If you’ve suddenly realized that your SAT test date is just around the corner, don’t worry – three months is plenty of time to prepare to ace your test. Here’s a step-by-step plan to secure the score you want:
1. Know what concepts get tested
Regardless of section, the SAT has a fixed list of concepts they test.
This is great news because once you have a good grasp of these foundational topics, you should be able to handle any question the SAT throws your way. Working your way through the concepts could take as little as a week to as much as a month, depending on how much you already know.
Remember to focus on understanding the concepts rather than rote memorisation, as this will benefit you in the long run.
2. Create your own cheat sheet
Once you have fully understood the basic topics, create your own cheat sheet.
This should contain the various formulae and concepts tested in the SAT. Doing so will act as another form of revision while also providing you with a more convenient reference that you can use when completing practices.
3. Do topical practice first
Once you are confident in your grasp of the individual concepts, your next step should be to attempt topical practices.
Unlike full-length passages, topical questions allow you to focus on honing individual skills.
At Prep Zone, the Tutorverse book given to every SAT student contains a variety of topical practice sets to help you improve your proficiency across the different sections. Make sure you spend time trying them out.
4. Graduate to working on time management and stamina
Once you are acing topical practice, move on to full-length practice tests. Aim to complete one timed, full-length test per week.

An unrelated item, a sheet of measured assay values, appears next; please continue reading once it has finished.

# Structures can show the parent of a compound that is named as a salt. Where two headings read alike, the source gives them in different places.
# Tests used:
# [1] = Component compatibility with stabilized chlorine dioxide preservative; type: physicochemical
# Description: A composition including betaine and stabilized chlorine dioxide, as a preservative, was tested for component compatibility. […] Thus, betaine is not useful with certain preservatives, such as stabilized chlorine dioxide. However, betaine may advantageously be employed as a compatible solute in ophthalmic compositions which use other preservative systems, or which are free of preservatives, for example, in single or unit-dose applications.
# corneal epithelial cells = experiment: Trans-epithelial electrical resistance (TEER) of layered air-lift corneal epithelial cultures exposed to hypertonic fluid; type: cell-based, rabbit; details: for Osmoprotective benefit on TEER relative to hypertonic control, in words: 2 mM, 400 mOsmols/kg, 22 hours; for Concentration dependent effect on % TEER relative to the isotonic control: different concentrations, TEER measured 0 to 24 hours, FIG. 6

The SAT is a long test and getting used to maintaining concentration for three hours will take some practice. Students at Prep Zone have access to over 20 practice tests, which differ in difficulty. Remember to review your mistakes after completing the test; you should go over both the questions you answered incorrectly and the questions you struggled with but ultimately answered correctly.
Bear in mind that tests from third-party publishers tend to be more challenging and may even include concepts outside the SAT syllabus.
5. An error log is your best friend
It is also important that you keep an error log to track your mistakes. In it, you should note the concept(s) the question tests and why you answered it incorrectly (conceptual misunderstanding, careless mistake, lack of time etc.). This will help you identify trends in your mistakes so you can revise smart instead of hard. Another effective practice is to save difficult questions for periodic review.
The repetition will help you remember the algorithms quicker and recognize the correct approach to questions faster.
While 3 months may seem like a short amount of time to comprehensively prepare for the SAT, if you remain consistent and follow the steps described above, you will be well on your way to acing the SAT.